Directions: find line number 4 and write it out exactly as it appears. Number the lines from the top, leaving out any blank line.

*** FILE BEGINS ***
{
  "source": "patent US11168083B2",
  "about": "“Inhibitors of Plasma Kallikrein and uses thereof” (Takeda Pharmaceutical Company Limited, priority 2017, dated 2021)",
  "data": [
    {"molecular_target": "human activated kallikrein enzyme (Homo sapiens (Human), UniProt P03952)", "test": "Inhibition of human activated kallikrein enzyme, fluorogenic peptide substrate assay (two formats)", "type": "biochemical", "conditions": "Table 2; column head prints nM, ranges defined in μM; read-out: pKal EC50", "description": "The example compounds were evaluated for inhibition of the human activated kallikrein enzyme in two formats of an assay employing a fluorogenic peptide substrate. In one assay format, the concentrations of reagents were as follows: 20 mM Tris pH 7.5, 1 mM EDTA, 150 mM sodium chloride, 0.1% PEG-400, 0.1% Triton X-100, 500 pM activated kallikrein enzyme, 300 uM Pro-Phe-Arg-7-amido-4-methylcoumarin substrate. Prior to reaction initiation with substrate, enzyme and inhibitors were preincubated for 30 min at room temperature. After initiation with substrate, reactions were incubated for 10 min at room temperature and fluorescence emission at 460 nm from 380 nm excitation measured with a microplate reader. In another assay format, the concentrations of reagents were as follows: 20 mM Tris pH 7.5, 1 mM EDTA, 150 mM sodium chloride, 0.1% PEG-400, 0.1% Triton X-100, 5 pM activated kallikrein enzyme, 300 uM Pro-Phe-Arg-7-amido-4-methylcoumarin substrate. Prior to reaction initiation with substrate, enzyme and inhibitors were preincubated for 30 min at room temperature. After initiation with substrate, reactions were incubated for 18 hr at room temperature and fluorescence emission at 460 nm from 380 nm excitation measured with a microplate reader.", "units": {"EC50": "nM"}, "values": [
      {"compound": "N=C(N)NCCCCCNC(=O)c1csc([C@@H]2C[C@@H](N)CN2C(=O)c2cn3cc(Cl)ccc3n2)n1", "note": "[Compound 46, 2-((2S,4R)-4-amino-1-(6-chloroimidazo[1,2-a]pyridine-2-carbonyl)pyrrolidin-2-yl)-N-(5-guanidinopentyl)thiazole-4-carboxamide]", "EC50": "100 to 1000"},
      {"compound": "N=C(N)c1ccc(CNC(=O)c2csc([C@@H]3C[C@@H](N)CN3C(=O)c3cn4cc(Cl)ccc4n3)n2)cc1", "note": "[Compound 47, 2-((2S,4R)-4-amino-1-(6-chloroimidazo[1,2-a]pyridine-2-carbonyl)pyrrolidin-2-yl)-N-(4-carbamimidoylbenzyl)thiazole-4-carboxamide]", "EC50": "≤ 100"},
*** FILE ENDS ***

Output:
  "data": [